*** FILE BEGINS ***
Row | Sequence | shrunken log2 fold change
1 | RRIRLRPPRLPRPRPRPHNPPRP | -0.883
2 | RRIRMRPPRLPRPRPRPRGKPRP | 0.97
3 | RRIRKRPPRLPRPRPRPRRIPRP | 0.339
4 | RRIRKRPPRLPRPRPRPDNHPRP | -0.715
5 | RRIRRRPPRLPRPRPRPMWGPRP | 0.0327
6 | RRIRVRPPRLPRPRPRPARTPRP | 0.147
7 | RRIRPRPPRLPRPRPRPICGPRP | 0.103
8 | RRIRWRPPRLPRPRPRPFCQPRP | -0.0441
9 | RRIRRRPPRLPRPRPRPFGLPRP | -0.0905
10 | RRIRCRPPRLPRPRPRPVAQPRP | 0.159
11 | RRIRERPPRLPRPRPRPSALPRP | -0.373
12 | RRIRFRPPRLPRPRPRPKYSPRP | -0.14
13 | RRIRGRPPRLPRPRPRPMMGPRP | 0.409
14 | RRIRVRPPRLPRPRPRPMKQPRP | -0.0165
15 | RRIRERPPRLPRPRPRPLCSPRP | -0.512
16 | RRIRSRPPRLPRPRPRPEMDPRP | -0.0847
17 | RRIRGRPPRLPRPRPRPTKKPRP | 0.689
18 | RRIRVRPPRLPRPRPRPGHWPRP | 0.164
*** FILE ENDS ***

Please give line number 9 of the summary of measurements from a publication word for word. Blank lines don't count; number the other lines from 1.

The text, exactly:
8 | RRIRWRPPRLPRPRPRPFCQPRP | -0.0441